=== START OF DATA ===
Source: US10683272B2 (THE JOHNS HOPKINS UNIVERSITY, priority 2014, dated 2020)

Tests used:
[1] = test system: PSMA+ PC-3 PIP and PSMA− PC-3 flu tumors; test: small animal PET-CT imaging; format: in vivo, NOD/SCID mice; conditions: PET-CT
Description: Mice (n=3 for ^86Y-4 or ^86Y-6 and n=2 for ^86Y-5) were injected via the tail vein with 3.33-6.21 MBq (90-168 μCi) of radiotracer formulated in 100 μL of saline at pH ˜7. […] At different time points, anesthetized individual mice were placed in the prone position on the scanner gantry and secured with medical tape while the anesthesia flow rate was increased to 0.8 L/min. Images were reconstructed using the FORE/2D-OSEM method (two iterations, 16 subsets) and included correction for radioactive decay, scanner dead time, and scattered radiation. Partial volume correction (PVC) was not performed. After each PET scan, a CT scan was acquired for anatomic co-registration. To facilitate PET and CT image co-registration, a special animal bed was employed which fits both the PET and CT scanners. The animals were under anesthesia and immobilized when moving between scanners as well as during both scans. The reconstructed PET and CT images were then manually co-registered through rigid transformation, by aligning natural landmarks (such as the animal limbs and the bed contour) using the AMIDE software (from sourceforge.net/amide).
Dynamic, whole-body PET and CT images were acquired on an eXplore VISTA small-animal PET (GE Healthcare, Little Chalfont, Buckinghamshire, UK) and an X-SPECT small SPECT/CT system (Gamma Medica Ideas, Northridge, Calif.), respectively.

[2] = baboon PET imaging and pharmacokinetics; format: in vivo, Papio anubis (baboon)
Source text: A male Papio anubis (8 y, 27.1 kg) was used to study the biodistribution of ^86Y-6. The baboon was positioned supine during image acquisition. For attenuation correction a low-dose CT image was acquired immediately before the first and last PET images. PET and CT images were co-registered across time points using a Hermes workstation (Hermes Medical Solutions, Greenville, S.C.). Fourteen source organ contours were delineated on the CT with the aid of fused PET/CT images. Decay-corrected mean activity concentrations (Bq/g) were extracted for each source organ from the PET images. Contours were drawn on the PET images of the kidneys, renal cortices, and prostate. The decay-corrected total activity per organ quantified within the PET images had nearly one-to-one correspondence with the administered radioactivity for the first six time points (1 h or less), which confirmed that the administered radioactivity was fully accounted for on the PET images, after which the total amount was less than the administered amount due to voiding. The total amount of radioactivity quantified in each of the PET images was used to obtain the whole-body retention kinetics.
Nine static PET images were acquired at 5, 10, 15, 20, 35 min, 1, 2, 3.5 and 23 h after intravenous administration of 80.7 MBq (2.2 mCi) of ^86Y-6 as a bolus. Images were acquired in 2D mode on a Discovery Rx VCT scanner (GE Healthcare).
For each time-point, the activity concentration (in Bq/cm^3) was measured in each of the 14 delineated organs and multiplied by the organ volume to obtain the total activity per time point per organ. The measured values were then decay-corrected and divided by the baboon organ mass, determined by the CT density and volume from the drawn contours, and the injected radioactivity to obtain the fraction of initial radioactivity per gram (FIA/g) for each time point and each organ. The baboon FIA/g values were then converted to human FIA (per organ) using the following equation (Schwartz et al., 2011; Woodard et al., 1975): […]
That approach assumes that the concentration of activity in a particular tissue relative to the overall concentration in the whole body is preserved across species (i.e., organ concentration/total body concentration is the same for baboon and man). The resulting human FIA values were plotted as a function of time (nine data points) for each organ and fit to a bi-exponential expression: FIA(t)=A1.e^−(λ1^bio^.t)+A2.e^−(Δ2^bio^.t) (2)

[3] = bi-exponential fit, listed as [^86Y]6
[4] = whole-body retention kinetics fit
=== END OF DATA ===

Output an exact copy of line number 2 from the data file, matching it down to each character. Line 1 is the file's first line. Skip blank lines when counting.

Tests used: